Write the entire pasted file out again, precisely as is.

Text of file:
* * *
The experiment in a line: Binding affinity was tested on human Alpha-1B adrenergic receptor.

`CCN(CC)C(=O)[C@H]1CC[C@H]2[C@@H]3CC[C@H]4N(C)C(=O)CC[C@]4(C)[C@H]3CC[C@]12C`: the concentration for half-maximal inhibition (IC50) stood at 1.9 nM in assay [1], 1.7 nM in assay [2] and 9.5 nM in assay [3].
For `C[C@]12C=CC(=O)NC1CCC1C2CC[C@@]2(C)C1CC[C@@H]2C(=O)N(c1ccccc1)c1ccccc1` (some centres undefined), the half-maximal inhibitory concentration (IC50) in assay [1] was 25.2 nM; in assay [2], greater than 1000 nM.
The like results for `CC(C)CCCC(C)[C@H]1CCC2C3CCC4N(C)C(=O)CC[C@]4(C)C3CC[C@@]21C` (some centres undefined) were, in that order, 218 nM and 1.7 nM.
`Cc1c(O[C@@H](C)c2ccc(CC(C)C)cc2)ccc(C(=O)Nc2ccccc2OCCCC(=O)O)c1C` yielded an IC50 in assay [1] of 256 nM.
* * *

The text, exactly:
The experiment in a line: Binding affinity was tested on human Alpha-1B adrenergic receptor.

`CCN(CC)C(=O)[C@H]1CC[C@H]2[C@@H]3CC[C@H]4N(C)C(=O)CC[C@]4(C)[C@H]3CC[C@]12C`: the concentration for half-maximal inhibition (IC50) stood at 1.9 nM in assay [1], 1.7 nM in assay [2] and 9.5 nM in assay [3].
For `C[C@]12C=CC(=O)NC1CCC1C2CC[C@@]2(C)C1CC[C@@H]2C(=O)N(c1ccccc1)c1ccccc1` (some centres undefined), the half-maximal inhibitory concentration (IC50) in assay [1] was 25.2 nM; in assay [2], greater than 1000 nM.
The like results for `CC(C)CCCC(C)[C@H]1CCC2C3CCC4N(C)C(=O)CC[C@]4(C)C3CC[C@@]21C` (some centres undefined) were, in that order, 218 nM and 1.7 nM.
`Cc1c(O[C@@H](C)c2ccc(CC(C)C)cc2)ccc(C(=O)Nc2ccccc2OCCCC(=O)O)c1C` yielded an IC50 in assay [1] of 256 nM.